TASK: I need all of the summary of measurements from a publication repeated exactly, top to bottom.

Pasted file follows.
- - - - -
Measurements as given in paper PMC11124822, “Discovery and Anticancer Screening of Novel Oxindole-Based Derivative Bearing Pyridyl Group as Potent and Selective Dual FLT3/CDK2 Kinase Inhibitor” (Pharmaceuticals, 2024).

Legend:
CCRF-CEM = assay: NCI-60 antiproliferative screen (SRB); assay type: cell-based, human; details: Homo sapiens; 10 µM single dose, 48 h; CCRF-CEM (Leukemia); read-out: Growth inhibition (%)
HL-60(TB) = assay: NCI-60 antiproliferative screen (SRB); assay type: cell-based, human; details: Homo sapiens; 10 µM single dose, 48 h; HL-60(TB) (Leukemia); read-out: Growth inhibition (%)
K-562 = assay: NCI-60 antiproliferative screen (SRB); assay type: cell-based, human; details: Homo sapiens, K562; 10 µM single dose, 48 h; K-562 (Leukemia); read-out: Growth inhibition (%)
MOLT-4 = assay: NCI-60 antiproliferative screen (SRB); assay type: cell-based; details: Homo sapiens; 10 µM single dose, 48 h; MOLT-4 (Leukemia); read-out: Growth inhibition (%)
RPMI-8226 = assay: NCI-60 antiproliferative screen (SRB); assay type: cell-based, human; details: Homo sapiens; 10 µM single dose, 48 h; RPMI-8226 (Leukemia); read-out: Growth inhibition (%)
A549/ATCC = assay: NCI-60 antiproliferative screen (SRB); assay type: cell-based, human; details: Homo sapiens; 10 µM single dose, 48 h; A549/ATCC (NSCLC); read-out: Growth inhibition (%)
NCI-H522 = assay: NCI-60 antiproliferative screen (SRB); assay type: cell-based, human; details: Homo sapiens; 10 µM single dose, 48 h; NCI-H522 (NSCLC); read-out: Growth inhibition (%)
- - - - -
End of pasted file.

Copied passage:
Measurements as given in paper PMC11124822, “Discovery and Anticancer Screening of Novel Oxindole-Based Derivative Bearing Pyridyl Group as Potent and Selective Dual FLT3/CDK2 Kinase Inhibitor” (Pharmaceuticals, 2024).

Legend:
CCRF-CEM = assay: NCI-60 antiproliferative screen (SRB); assay type: cell-based, human; details: Homo sapiens; 10 µM single dose, 48 h; CCRF-CEM (Leukemia); read-out: Growth inhibition (%)
HL-60(TB) = assay: NCI-60 antiproliferative screen (SRB); assay type: cell-based, human; details: Homo sapiens; 10 µM single dose, 48 h; HL-60(TB) (Leukemia); read-out: Growth inhibition (%)
K-562 = assay: NCI-60 antiproliferative screen (SRB); assay type: cell-based, human; details: Homo sapiens, K562; 10 µM single dose, 48 h; K-562 (Leukemia); read-out: Growth inhibition (%)
MOLT-4 = assay: NCI-60 antiproliferative screen (SRB); assay type: cell-based; details: Homo sapiens; 10 µM single dose, 48 h; MOLT-4 (Leukemia); read-out: Growth inhibition (%)
RPMI-8226 = assay: NCI-60 antiproliferative screen (SRB); assay type: cell-based, human; details: Homo sapiens; 10 µM single dose, 48 h; RPMI-8226 (Leukemia); read-out: Growth inhibition (%)
A549/ATCC = assay: NCI-60 antiproliferative screen (SRB); assay type: cell-based, human; details: Homo sapiens; 10 µM single dose, 48 h; A549/ATCC (NSCLC); read-out: Growth inhibition (%)
NCI-H522 = assay: NCI-60 antiproliferative screen (SRB); assay type: cell-based, human; details: Homo sapiens; 10 µM single dose, 48 h; NCI-H522 (NSCLC); read-out: Growth inhibition (%)